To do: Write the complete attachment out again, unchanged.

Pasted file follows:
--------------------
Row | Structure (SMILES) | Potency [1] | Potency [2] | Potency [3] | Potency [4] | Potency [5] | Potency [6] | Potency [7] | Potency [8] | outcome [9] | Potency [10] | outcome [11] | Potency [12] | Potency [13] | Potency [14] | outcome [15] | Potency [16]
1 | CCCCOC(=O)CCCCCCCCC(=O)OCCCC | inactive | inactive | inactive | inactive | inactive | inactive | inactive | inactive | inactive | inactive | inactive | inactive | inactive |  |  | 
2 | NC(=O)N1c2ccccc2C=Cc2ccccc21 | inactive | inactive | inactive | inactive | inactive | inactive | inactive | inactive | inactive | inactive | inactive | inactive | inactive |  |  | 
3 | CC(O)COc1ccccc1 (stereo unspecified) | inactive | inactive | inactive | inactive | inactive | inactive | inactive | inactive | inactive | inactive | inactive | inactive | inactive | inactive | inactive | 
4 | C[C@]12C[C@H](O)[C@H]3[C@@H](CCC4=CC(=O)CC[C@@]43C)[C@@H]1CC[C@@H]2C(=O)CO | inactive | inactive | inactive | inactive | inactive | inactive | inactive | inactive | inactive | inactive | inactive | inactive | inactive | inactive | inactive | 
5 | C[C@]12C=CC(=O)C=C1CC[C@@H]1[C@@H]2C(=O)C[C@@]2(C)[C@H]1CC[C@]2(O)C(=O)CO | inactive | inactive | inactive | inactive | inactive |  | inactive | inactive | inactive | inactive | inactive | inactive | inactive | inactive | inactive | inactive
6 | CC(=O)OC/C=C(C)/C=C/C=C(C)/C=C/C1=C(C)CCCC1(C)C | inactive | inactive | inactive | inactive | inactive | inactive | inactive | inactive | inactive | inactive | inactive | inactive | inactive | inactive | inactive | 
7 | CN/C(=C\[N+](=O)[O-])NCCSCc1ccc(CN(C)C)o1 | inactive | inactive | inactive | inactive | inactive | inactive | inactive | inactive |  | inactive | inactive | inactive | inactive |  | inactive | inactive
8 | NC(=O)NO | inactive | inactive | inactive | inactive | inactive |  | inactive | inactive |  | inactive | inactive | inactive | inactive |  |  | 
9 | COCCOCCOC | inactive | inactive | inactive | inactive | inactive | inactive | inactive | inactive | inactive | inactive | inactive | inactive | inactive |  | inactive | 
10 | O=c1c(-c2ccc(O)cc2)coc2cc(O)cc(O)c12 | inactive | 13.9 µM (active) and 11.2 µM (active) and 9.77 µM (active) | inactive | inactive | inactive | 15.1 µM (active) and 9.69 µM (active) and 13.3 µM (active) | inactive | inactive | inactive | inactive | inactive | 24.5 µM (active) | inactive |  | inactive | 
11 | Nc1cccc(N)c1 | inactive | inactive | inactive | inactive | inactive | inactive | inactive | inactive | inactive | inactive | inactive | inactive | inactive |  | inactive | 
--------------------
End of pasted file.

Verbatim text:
Row | Structure (SMILES) | Potency [1] | Potency [2] | Potency [3] | Potency [4] | Potency [5] | Potency [6] | Potency [7] | Potency [8] | outcome [9] | Potency [10] | outcome [11] | Potency [12] | Potency [13] | Potency [14] | outcome [15] | Potency [16]
1 | CCCCOC(=O)CCCCCCCCC(=O)OCCCC | inactive | inactive | inactive | inactive | inactive | inactive | inactive | inactive | inactive | inactive | inactive | inactive | inactive |  |  | 
2 | NC(=O)N1c2ccccc2C=Cc2ccccc21 | inactive | inactive | inactive | inactive | inactive | inactive | inactive | inactive | inactive | inactive | inactive | inactive | inactive |  |  | 
3 | CC(O)COc1ccccc1 (stereo unspecified) | inactive | inactive | inactive | inactive | inactive | inactive | inactive | inactive | inactive | inactive | inactive | inactive | inactive | inactive | inactive | 
4 | C[C@]12C[C@H](O)[C@H]3[C@@H](CCC4=CC(=O)CC[C@@]43C)[C@@H]1CC[C@@H]2C(=O)CO | inactive | inactive | inactive | inactive | inactive | inactive | inactive | inactive | inactive | inactive | inactive | inactive | inactive | inactive | inactive | 
5 | C[C@]12C=CC(=O)C=C1CC[C@@H]1[C@@H]2C(=O)C[C@@]2(C)[C@H]1CC[C@]2(O)C(=O)CO | inactive | inactive | inactive | inactive | inactive |  | inactive | inactive | inactive | inactive | inactive | inactive | inactive | inactive | inactive | inactive
6 | CC(=O)OC/C=C(C)/C=C/C=C(C)/C=C/C1=C(C)CCCC1(C)C | inactive | inactive | inactive | inactive | inactive | inactive | inactive | inactive | inactive | inactive | inactive | inactive | inactive | inactive | inactive | 
7 | CN/C(=C\[N+](=O)[O-])NCCSCc1ccc(CN(C)C)o1 | inactive | inactive | inactive | inactive | inactive | inactive | inactive | inactive |  | inactive | inactive | inactive | inactive |  | inactive | inactive
8 | NC(=O)NO | inactive | inactive | inactive | inactive | inactive |  | inactive | inactive |  | inactive | inactive | inactive | inactive |  |  | 
9 | COCCOCCOC | inactive | inactive | inactive | inactive | inactive | inactive | inactive | inactive | inactive | inactive | inactive | inactive | inactive |  | inactive | 
10 | O=c1c(-c2ccc(O)cc2)coc2cc(O)cc(O)c12 | inactive | 13.9 µM (active) and 11.2 µM (active) and 9.77 µM (active) | inactive | inactive | inactive | 15.1 µM (active) and 9.69 µM (active) and 13.3 µM (active) | inactive | inactive | inactive | inactive | inactive | 24.5 µM (active) | inactive |  | inactive | 
11 | Nc1cccc(N)c1 | inactive | inactive | inactive | inactive | inactive | inactive | inactive | inactive | inactive | inactive | inactive | inactive | inactive |  | inactive | 